Fred Wilson, founder of Union Square Ventures, says he likes to invest in startups that ‘grow like weeds.’ Why? A weed doesn’t need carefully prepared soil, regular watering, or full sunlight. It busts open its seed, sends down roots, and pushes upward without the need for a controlled environment. Likewise, ventures built according to lean startup principles don’t require the certainty of ideal conditions to thrive. They thrive in conditions of extreme uncertainty – the very conditions that bring the highest returns on investment

I encourage you to read the full blog for a few other observations about how startups are like weeds.

While I think these are some interesting observations, the blog uses a fairly superficial understanding of weeds to generate some insights into entrepreneurship. If we really want to use weeds as a starting point for where nature's wisdom lies vis a vis startups, then I think we should get into the nuts and bolts of how weeds actually work to see if there is more insight to be had by having a more sophisticated knowledge of what a weed is and how it works.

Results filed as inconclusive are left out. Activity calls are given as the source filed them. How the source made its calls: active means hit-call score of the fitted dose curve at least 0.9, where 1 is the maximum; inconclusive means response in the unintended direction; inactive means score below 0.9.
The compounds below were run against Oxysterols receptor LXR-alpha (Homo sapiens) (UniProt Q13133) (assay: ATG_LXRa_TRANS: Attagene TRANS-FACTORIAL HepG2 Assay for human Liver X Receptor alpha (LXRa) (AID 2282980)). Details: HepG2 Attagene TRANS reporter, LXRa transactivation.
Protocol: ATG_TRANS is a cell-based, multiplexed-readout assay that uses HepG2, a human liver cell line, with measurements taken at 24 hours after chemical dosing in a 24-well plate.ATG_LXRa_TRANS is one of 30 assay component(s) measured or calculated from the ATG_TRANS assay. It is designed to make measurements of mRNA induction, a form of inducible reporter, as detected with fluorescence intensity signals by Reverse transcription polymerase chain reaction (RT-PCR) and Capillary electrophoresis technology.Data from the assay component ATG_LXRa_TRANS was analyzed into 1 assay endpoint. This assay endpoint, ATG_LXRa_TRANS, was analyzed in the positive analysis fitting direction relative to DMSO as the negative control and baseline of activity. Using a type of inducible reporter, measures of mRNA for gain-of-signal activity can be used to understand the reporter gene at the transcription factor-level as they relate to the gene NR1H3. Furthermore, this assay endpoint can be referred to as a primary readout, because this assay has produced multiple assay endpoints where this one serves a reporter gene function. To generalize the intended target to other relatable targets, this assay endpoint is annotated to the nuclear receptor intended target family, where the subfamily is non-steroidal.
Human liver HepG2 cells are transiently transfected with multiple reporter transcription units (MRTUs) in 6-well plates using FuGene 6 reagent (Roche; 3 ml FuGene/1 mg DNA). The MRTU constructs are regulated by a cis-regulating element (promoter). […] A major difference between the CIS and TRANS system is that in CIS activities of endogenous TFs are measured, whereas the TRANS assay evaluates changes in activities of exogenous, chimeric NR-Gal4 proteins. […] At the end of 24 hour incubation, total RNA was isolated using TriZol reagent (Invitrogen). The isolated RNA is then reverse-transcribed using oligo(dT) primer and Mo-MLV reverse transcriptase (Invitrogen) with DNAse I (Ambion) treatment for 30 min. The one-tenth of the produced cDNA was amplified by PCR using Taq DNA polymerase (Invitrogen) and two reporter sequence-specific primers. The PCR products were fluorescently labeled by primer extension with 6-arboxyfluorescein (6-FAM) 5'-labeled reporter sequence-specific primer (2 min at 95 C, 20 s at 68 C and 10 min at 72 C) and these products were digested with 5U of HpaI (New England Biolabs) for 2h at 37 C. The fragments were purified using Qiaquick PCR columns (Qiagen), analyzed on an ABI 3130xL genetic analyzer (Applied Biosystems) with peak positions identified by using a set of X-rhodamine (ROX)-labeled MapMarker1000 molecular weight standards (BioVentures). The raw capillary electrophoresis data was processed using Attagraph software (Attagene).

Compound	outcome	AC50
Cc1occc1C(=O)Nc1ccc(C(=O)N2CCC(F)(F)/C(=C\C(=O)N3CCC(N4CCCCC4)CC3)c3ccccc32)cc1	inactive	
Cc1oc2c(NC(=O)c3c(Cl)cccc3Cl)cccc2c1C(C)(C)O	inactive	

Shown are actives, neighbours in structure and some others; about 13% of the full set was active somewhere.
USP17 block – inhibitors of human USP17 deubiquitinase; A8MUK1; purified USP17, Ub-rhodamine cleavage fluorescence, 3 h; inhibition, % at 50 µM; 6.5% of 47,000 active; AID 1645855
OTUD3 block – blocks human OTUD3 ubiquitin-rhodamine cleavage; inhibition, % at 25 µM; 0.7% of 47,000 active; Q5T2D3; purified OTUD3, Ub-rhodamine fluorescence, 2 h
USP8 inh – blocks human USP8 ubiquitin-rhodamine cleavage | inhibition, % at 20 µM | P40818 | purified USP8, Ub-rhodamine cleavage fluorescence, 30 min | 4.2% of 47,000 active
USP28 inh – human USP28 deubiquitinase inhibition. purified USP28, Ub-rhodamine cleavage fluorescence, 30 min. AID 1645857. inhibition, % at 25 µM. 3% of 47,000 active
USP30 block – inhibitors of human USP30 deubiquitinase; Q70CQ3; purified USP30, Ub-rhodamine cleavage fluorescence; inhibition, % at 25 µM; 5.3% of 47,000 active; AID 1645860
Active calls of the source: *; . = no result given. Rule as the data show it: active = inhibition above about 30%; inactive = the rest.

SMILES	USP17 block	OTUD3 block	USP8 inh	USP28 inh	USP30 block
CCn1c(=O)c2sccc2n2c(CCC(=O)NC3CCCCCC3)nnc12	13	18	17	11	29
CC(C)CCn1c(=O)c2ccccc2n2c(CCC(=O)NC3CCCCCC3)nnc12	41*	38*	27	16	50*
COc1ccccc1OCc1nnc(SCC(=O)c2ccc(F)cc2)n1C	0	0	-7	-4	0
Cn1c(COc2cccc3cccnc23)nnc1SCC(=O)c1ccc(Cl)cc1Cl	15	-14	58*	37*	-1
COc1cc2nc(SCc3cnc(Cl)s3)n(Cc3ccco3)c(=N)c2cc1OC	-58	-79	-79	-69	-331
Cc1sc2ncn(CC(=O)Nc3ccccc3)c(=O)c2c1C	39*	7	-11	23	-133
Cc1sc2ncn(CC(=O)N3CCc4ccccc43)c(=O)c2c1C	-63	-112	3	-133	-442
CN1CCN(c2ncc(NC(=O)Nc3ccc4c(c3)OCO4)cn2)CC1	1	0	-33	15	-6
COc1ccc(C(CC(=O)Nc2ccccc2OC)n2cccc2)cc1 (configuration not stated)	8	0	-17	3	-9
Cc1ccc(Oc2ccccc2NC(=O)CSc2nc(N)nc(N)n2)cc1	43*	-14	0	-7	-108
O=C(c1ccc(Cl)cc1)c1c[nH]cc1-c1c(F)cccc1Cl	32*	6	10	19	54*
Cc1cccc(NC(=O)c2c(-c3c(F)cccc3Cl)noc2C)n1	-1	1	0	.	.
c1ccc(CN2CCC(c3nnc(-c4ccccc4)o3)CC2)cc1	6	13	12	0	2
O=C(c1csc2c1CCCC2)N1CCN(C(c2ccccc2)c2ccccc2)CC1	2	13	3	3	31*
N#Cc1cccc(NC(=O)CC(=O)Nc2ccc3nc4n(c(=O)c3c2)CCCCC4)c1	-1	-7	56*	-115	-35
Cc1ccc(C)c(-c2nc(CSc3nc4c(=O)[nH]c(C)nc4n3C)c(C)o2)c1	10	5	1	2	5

Towards that end I have done a literature search on some of the best books that examine weeds in more detail. I'll be sharing some of these references and ideas with you in the coming blogs. I'll finish this blog by citing one of the books that I'm currently reading called, appropriately enough, Weeds (2010), by Richard Mabey.

The very concept of what a weed is is deeply problematic. It is probably impossible to define what they are using a botanical or ecological definition. We might have more success if we look at a behavioral quality that they have in common:

Weeds thrive in the company of humans. They aren't parasites, because they can exist without us, but we are their natural ecological partners, the species alongside which they do best. They relish the things we do to the soil: clearing forests, digging, farming, dumping nutrient-rich rubbish. They flourish in arable fields, battlefields, parking lots, herbaceous borders. They exploit our transport systems, our cooking adventures, our obsession with packaging. Above all they use us when we stir the world up, disrupt its settled patterns. (Weeds, p. 12)